There are some great toys out there. More decisions to make than a person should be made to make. Like opening a new box of chocolates. They all look good.

In the Salt Palace right now are $10 million in toys . . . big ones, little ones, some reasonably priced and a lot outrageously expensive. All look fun.Like:

A houseboat . . . twin engines, electricity, running water and hot and cold air. And, so life isn't too hard, refrigerator, range, double sinks, beds, tables, sofa, chairs, lamps, TV with VCR, microwave oven and trash compactor.

A main floor, finished basement and spiral staircase to the moon roof.

About the only thing it doesn't come with is a yard. You furnish that. How about 200 miles of beach-front property at Lake Powell. Price: Show special from Skipper Liner, $165,000.

Something faster, maybe? How about a 29-foot cruiser, with twin 454-cubic-inch engines that can push the craft through the water at a comfortable 40-plus miles per hour?

And all without much loss in conveniences. No trash compactor, but it does come with generator, air and heat, microwave, tables, refrigerator, chairs and sleeping space for six. Price: Show special from Four Winns, cut from $120,000 to $98,500.

Something smaller, maybe? A personal water craft. A snowmobile that floats. Yamaha makes one, and now so does Bombardier. You squeeze the throttle and it goes - fast; let off and it stops - gradually. Tip it over and it bobs back right-side up. Price: From Bombardier is $4,500.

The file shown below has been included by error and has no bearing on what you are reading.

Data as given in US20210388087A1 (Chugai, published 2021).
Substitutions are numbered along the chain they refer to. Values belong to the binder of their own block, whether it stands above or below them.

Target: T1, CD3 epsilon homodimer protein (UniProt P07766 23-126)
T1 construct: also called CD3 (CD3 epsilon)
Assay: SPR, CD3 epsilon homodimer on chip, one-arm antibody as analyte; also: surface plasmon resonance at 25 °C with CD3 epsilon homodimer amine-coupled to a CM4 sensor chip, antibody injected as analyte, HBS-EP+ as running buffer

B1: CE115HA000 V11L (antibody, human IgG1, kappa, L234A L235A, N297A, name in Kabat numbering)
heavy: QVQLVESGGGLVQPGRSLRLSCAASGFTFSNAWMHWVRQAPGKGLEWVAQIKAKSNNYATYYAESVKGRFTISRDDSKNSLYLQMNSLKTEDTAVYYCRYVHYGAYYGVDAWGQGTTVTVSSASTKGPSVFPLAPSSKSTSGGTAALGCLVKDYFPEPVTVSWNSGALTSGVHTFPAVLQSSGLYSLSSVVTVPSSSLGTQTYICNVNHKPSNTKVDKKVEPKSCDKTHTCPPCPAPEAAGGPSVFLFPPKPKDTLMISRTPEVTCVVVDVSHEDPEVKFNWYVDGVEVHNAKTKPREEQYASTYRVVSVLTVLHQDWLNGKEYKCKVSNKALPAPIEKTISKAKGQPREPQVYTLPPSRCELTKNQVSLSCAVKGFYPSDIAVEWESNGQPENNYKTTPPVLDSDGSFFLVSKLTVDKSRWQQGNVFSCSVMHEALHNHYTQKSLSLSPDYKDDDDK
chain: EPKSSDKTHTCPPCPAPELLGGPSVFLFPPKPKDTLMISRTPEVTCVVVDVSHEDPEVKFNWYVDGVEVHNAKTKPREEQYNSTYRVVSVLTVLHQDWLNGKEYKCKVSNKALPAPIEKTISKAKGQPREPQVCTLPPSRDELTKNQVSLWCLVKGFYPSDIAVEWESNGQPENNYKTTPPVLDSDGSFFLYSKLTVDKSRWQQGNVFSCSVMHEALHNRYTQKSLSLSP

Get seasick? Pick one of the land toys. Change your front yard daily in a motor home. They come with everything the houseboat has, and a few little extras like wheels and rearview mirrors.

Aside from that, they are just like home, and as expensive. Price: A 36-foot model from El Dorado is $82,900, knocked down to $61,900.

Too big. Something smaller, real small. A fishing rod and reel, a handful of lures and stories of a fish every cast. But, not just any fish . . . 10- to 20-pound lake trout - common; northern pike as long as your arm and as hungry as baby birds; and so many arctic grayling your arm will give out long before the fish.

Frontier Lodge on the shores of Great Slave Lake, about 1,757 miles north of Salt Lake City, is just such a place, says owner Jerry Bricker, with pictures to prove it. Price: $1,890 includes seven days of fishing and all the trimmings.

Something more, uh, rugged. Round-trip fare to Anchorage, rental car, camp tent with stove and directions from Utahn Mike Rollins on where, when and how to catch king, sockeye, or silver salmon, rainbow or grayling on the famed Kenai River, or halibut from the ocean. Price: $849.

Guns, maybe, and a hunting trip in the rugged mountain of Montana. A 10-day trip into the Argosy Creek Camp for elk, deer and bear. A beautiful eight-hour ride into the Bob Marshall Wilderness Area where food, tents, guides and an un-hurried lifestyle await you. Price: $2,600 with Great Bear Outfitters, license not included. They are $450 for nonresident for elk, deer, black bear, fishing and upland birds. Of course, chances are a little over 50-50 you'll come home with meat for the table.

No matter. It would be fun.

Then there are more boats, rubber ones. Great for river trips. One through the Grand Canyon will cost you around $1,300, suntan lotion not included.

And then there are finders of fish, skis for water, more homes for the road, bigger fish than a freezer could hold, faster boats than you could imagine, and fishing poles lighter than the smallest fish there to see at the annual Utah Boat, Sports and Travel show at the Salt Palace through Sunday.

No, there are too many toys and too many things to do. A person shouldn't have to choose, but it's fun daydreaming.